At Memorial Sloan-Kettering Cancer Center (MSKCC) Yu and colleagues, in collaboration with investigators at CellPath Therapeutics and others, have developed an approach to improving patient-treatment selection by isolating and characterizing circulating tumor and invasive cells (CTICs). Based on the use of an in vitro validated model system that analyzes these CTICs, a prediction tool has been generated for allocating which systemic regimen might be most appropriate for a given patient. In a small prospective study at MSKCC, in which investigators and patients were blinded to the results of the model prediction, patients who received therapy that the model indicated their tumor was sensitive to had more favorable outcomes than those who received therapy that the model indicated their tumor had either intermediate sensitivity or resistance to. An additional pilot study is underway, and a future goal is a randomized trial that compares the model prediction for allocation of therapy with investigator/empiric choice. Even without the approval of any new agents, such a predictive ability could meaningfully improve outcomes for patients by refining treatment selection. Results of correlative studies from the Metastatic Pancreatic Adenocarcinoma Clinical Trial (MPACT) are awaited and may provide prospective validation of tumor secreted protein acidic and rich in cysteine (SPARC) expression as a predictive biomarker for sensitivity to albumin-bound paclitaxel.
Pancreatic cancer is characterized by a highly immunosuppressive microenvironment that facilitates evasion of immune surveillance. Preclinical studies have identified immune defects even in preinvasive pancreatic lesions, with progressive accumulation of myeloid-derived suppressor cells in murine pancreatic tumors, which negatively correlates with the presence of tumor-infiltrating effector T cells.[9,10] These observations provide a strong rationale for the development of immunotherapy in pancreatic adenocarcinoma, and as the researchers in these studies note, a new wave of immunotherapeutic investigation with checkpoint inhibitors (programmed death 1 [PD-1], programmed death 1 ligand [PD-L1], and anti–cytotoxic T lymphocyte–associated antigen 4 [CTLA-4]) and other strategies, including chimeric antigen receptor targeting and a new generation of vaccines (eg, hyperacute vaccination using embryonic antigens [algenpantucel-L]), may hold promise. Investigation is underway for all these strategies.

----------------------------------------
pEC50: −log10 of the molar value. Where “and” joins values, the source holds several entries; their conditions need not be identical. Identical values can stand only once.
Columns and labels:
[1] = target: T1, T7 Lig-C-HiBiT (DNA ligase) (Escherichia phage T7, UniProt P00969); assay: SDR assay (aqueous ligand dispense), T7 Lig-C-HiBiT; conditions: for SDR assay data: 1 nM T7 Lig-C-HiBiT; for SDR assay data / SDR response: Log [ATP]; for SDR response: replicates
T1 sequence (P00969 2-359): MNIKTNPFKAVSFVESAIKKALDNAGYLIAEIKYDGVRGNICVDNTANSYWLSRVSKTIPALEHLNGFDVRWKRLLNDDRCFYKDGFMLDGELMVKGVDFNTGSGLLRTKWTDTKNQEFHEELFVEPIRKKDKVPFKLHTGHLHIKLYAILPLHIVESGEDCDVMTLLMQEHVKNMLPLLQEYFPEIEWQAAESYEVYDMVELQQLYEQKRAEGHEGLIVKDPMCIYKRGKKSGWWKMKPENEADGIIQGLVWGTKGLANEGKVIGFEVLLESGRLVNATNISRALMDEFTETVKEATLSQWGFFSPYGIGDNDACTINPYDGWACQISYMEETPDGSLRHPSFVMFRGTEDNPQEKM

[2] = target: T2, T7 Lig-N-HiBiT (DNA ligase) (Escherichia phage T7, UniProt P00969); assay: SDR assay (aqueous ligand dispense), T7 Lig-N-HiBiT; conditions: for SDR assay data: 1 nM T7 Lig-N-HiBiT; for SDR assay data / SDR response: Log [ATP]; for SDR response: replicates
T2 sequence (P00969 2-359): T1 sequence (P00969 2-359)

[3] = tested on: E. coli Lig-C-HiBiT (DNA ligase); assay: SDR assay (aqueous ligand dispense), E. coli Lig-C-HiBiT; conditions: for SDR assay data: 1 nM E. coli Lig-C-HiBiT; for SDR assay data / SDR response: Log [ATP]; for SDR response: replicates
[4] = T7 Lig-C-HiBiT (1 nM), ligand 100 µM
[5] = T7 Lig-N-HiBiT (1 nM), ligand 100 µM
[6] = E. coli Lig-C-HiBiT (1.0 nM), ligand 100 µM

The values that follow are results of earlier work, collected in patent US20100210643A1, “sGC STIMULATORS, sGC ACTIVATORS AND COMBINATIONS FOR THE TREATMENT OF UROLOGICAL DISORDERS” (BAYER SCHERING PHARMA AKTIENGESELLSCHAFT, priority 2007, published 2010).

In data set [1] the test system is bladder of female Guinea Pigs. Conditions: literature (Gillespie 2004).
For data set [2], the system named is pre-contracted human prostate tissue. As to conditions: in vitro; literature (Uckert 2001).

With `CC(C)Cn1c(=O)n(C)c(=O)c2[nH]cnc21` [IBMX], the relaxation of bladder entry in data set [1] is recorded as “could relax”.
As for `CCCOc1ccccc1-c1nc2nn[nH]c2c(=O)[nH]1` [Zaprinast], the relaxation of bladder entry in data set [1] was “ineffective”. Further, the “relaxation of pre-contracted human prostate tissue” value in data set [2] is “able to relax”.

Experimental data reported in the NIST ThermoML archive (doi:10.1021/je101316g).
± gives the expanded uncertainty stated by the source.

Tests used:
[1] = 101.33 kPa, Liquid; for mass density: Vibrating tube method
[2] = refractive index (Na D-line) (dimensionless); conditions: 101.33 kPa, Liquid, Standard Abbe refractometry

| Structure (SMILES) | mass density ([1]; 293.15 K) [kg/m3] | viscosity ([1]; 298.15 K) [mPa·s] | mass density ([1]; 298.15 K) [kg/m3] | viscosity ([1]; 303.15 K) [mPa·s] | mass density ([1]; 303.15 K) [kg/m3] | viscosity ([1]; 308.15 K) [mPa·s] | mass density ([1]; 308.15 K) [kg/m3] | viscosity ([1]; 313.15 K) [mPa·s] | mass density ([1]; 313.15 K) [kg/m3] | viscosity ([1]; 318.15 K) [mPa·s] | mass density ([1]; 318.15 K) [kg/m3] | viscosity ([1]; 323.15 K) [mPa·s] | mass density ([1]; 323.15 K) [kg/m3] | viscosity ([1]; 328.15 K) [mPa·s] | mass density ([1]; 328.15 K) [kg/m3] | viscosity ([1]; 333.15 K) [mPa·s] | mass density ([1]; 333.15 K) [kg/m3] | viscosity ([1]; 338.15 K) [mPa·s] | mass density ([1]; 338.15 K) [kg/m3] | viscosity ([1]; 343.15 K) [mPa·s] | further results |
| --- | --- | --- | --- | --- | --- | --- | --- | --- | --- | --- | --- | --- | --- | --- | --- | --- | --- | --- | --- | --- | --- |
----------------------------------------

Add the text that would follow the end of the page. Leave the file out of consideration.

Nonetheless, Thota and colleagues acknowledge that all improvements in outcomes for patients with metastatic pancreatic adenocarcinoma have occurred with the use of cytotoxic agents. This observation is a sobering fact; thus, for now and the immediate future, cytotoxic therapies will probably remain the mainstay of treatment for advanced pancreatic adenocarcinoma.
Financial Disclosure: Dr. O’Reilly serves as a consultant for Celgene. Dr. Lowery has no significant financial interest or other relationship with the manufacturers of any products or providers of any service mentioned in this article.